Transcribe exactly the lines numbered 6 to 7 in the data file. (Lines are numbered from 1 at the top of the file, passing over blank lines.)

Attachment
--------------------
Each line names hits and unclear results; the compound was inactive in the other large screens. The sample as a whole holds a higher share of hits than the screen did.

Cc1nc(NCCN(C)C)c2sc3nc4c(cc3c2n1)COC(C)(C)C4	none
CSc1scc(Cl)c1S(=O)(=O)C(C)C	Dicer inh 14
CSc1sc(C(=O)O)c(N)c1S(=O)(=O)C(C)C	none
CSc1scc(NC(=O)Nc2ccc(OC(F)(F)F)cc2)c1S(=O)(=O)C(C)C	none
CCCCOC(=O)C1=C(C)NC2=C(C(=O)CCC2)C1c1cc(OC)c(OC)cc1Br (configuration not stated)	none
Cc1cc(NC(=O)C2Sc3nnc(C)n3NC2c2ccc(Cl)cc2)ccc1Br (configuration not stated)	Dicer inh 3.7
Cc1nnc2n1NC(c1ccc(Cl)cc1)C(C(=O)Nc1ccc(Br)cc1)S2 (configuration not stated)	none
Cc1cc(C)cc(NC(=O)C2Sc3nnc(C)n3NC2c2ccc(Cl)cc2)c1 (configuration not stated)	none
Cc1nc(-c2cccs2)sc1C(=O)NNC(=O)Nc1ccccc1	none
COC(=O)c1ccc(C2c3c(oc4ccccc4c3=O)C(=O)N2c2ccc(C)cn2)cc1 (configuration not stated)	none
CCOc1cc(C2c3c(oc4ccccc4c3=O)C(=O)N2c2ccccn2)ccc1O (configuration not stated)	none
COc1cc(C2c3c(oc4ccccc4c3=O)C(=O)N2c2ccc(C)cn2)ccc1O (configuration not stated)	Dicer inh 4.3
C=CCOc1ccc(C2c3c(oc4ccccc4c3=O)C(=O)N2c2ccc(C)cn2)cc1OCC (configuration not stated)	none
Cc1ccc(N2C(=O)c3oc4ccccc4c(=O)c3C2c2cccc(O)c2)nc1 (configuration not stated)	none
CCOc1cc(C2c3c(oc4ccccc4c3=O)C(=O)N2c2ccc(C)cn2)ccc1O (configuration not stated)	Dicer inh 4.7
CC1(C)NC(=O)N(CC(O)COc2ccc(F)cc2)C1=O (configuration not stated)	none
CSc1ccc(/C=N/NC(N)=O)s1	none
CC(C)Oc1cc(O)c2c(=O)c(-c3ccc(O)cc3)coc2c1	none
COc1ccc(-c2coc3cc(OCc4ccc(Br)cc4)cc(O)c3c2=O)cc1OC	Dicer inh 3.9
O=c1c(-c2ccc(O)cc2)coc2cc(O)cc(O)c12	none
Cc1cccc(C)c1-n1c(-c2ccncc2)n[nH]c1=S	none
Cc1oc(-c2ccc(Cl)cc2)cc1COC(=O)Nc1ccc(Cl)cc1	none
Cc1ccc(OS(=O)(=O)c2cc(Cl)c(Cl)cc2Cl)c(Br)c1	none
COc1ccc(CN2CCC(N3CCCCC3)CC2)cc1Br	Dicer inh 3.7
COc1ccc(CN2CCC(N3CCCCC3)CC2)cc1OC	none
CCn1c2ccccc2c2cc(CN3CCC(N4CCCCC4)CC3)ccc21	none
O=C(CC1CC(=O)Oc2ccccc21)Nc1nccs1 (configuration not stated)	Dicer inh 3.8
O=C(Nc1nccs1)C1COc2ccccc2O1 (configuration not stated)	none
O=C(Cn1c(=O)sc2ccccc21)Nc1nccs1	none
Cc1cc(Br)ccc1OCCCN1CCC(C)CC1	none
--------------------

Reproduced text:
CCCCOC(=O)C1=C(C)NC2=C(C(=O)CCC2)C1c1cc(OC)c(OC)cc1Br (configuration not stated)	none
Cc1cc(NC(=O)C2Sc3nnc(C)n3NC2c2ccc(Cl)cc2)ccc1Br (configuration not stated)	Dicer inh 3.7